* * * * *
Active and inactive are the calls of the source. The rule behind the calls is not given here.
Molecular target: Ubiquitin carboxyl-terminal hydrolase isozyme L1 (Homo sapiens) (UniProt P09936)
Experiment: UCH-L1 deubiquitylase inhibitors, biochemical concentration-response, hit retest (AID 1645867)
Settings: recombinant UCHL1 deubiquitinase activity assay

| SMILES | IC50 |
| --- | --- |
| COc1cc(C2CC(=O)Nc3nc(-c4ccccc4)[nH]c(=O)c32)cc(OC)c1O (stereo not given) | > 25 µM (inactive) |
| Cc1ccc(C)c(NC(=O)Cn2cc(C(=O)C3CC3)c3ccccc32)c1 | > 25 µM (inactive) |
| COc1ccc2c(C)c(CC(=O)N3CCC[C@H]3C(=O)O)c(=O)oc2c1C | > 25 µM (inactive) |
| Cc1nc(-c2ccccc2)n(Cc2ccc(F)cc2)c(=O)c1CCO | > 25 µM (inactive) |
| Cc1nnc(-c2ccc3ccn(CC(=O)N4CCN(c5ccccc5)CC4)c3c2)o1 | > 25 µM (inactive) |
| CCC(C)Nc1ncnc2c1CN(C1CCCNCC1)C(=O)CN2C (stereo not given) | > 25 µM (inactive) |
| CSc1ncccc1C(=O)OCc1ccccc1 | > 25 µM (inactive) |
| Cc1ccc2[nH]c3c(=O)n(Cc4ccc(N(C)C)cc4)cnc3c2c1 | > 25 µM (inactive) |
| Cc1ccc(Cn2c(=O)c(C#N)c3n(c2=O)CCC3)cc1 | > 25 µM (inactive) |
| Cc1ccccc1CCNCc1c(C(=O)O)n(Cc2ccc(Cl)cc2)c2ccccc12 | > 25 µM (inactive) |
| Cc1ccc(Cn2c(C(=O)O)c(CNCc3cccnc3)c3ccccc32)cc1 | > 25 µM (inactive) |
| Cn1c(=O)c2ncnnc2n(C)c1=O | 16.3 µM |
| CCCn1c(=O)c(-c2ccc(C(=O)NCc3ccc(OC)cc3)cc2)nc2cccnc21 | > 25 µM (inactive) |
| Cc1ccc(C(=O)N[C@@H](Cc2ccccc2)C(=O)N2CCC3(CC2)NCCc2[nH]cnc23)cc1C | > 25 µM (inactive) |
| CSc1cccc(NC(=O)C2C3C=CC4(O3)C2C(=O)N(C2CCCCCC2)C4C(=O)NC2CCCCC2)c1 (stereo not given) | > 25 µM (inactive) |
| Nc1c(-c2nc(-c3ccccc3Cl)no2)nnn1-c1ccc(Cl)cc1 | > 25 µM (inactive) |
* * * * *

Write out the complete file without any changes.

Active and inactive are the calls of the source. The rule behind the calls is not given here.
Molecular target: Ubiquitin carboxyl-terminal hydrolase isozyme L1 (Homo sapiens) (UniProt P09936)
Experiment: UCH-L1 deubiquitylase inhibitors, biochemical concentration-response, hit retest (AID 1645867)
Settings: recombinant UCHL1 deubiquitinase activity assay

| SMILES | IC50 |
| --- | --- |
| COc1cc(C2CC(=O)Nc3nc(-c4ccccc4)[nH]c(=O)c32)cc(OC)c1O (stereo not given) | > 25 µM (inactive) |
| Cc1ccc(C)c(NC(=O)Cn2cc(C(=O)C3CC3)c3ccccc32)c1 | > 25 µM (inactive) |
| COc1ccc2c(C)c(CC(=O)N3CCC[C@H]3C(=O)O)c(=O)oc2c1C | > 25 µM (inactive) |
| Cc1nc(-c2ccccc2)n(Cc2ccc(F)cc2)c(=O)c1CCO | > 25 µM (inactive) |
| Cc1nnc(-c2ccc3ccn(CC(=O)N4CCN(c5ccccc5)CC4)c3c2)o1 | > 25 µM (inactive) |
| CCC(C)Nc1ncnc2c1CN(C1CCCNCC1)C(=O)CN2C (stereo not given) | > 25 µM (inactive) |
| CSc1ncccc1C(=O)OCc1ccccc1 | > 25 µM (inactive) |
| Cc1ccc2[nH]c3c(=O)n(Cc4ccc(N(C)C)cc4)cnc3c2c1 | > 25 µM (inactive) |
| Cc1ccc(Cn2c(=O)c(C#N)c3n(c2=O)CCC3)cc1 | > 25 µM (inactive) |
| Cc1ccccc1CCNCc1c(C(=O)O)n(Cc2ccc(Cl)cc2)c2ccccc12 | > 25 µM (inactive) |
| Cc1ccc(Cn2c(C(=O)O)c(CNCc3cccnc3)c3ccccc32)cc1 | > 25 µM (inactive) |
| Cn1c(=O)c2ncnnc2n(C)c1=O | 16.3 µM |
| CCCn1c(=O)c(-c2ccc(C(=O)NCc3ccc(OC)cc3)cc2)nc2cccnc21 | > 25 µM (inactive) |
| Cc1ccc(C(=O)N[C@@H](Cc2ccccc2)C(=O)N2CCC3(CC2)NCCc2[nH]cnc23)cc1C | > 25 µM (inactive) |
| CSc1cccc(NC(=O)C2C3C=CC4(O3)C2C(=O)N(C2CCCCCC2)C4C(=O)NC2CCCCC2)c1 (stereo not given) | > 25 µM (inactive) |
| Nc1c(-c2nc(-c3ccccc3Cl)no2)nnn1-c1ccc(Cl)cc1 | > 25 µM (inactive) |